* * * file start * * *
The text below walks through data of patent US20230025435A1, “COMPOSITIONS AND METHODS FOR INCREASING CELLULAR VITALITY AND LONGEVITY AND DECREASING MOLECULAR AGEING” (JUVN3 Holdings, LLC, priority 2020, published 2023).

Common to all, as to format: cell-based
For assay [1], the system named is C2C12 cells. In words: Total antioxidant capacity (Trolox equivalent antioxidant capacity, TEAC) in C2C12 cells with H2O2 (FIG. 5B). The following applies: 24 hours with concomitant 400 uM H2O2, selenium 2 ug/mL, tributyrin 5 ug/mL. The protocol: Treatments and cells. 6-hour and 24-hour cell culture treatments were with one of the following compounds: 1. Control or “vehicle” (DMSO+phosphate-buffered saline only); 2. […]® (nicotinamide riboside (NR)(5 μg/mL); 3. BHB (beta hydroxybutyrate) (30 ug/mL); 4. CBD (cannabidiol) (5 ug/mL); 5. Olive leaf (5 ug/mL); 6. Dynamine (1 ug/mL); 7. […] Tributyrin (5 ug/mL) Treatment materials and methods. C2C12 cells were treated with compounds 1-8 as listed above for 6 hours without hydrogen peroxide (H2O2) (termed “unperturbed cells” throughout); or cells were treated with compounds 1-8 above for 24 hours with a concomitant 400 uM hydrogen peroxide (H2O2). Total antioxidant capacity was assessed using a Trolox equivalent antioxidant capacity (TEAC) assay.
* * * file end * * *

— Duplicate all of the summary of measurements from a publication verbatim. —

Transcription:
The text below walks through data of patent US20230025435A1, “COMPOSITIONS AND METHODS FOR INCREASING CELLULAR VITALITY AND LONGEVITY AND DECREASING MOLECULAR AGEING” (JUVN3 Holdings, LLC, priority 2020, published 2023).

Common to all, as to format: cell-based
For assay [1], the system named is C2C12 cells. In words: Total antioxidant capacity (Trolox equivalent antioxidant capacity, TEAC) in C2C12 cells with H2O2 (FIG. 5B). The following applies: 24 hours with concomitant 400 uM H2O2, selenium 2 ug/mL, tributyrin 5 ug/mL. The protocol: Treatments and cells. 6-hour and 24-hour cell culture treatments were with one of the following compounds: 1. Control or “vehicle” (DMSO+phosphate-buffered saline only); 2. […]® (nicotinamide riboside (NR)(5 μg/mL); 3. BHB (beta hydroxybutyrate) (30 ug/mL); 4. CBD (cannabidiol) (5 ug/mL); 5. Olive leaf (5 ug/mL); 6. Dynamine (1 ug/mL); 7. […] Tributyrin (5 ug/mL) Treatment materials and methods. C2C12 cells were treated with compounds 1-8 as listed above for 6 hours without hydrogen peroxide (H2O2) (termed “unperturbed cells” throughout); or cells were treated with compounds 1-8 above for 24 hours with a concomitant 400 uM hydrogen peroxide (H2O2). Total antioxidant capacity was assessed using a Trolox equivalent antioxidant capacity (TEAC) assay.